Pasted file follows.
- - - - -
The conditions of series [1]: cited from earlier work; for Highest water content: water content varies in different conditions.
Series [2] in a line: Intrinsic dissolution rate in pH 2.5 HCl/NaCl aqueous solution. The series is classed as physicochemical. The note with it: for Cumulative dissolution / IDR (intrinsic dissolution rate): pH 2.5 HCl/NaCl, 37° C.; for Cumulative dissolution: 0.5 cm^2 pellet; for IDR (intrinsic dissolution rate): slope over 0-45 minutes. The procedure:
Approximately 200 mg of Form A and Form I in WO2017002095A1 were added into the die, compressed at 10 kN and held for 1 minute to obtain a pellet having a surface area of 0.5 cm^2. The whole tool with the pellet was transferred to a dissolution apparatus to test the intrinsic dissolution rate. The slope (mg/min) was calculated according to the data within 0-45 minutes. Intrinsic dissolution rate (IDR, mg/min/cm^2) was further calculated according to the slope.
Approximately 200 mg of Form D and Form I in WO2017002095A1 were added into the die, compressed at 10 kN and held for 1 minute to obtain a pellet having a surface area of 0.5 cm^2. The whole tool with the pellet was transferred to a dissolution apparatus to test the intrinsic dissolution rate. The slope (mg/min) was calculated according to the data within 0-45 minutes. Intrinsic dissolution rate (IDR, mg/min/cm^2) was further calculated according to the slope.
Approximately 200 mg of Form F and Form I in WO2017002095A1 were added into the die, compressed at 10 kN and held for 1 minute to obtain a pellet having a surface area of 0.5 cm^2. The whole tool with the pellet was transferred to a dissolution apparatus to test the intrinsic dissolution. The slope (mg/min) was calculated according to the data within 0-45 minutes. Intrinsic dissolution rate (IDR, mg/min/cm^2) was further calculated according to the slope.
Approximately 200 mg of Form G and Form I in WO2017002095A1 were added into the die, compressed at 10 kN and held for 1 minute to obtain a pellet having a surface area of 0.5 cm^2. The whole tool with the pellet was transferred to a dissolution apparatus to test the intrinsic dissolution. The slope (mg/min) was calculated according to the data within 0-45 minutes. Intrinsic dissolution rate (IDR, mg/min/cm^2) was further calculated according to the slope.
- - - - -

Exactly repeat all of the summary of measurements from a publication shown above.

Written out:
The conditions of series [1]: cited from earlier work; for Highest water content: water content varies in different conditions.
Series [2] in a line: Intrinsic dissolution rate in pH 2.5 HCl/NaCl aqueous solution. The series is classed as physicochemical. The note with it: for Cumulative dissolution / IDR (intrinsic dissolution rate): pH 2.5 HCl/NaCl, 37° C.; for Cumulative dissolution: 0.5 cm^2 pellet; for IDR (intrinsic dissolution rate): slope over 0-45 minutes. The procedure:
Approximately 200 mg of Form A and Form I in WO2017002095A1 were added into the die, compressed at 10 kN and held for 1 minute to obtain a pellet having a surface area of 0.5 cm^2. The whole tool with the pellet was transferred to a dissolution apparatus to test the intrinsic dissolution rate. The slope (mg/min) was calculated according to the data within 0-45 minutes. Intrinsic dissolution rate (IDR, mg/min/cm^2) was further calculated according to the slope.
Approximately 200 mg of Form D and Form I in WO2017002095A1 were added into the die, compressed at 10 kN and held for 1 minute to obtain a pellet having a surface area of 0.5 cm^2. The whole tool with the pellet was transferred to a dissolution apparatus to test the intrinsic dissolution rate. The slope (mg/min) was calculated according to the data within 0-45 minutes. Intrinsic dissolution rate (IDR, mg/min/cm^2) was further calculated according to the slope.
Approximately 200 mg of Form F and Form I in WO2017002095A1 were added into the die, compressed at 10 kN and held for 1 minute to obtain a pellet having a surface area of 0.5 cm^2. The whole tool with the pellet was transferred to a dissolution apparatus to test the intrinsic dissolution. The slope (mg/min) was calculated according to the data within 0-45 minutes. Intrinsic dissolution rate (IDR, mg/min/cm^2) was further calculated according to the slope.
Approximately 200 mg of Form G and Form I in WO2017002095A1 were added into the die, compressed at 10 kN and held for 1 minute to obtain a pellet having a surface area of 0.5 cm^2. The whole tool with the pellet was transferred to a dissolution apparatus to test the intrinsic dissolution. The slope (mg/min) was calculated according to the data within 0-45 minutes. Intrinsic dissolution rate (IDR, mg/min/cm^2) was further calculated according to the slope.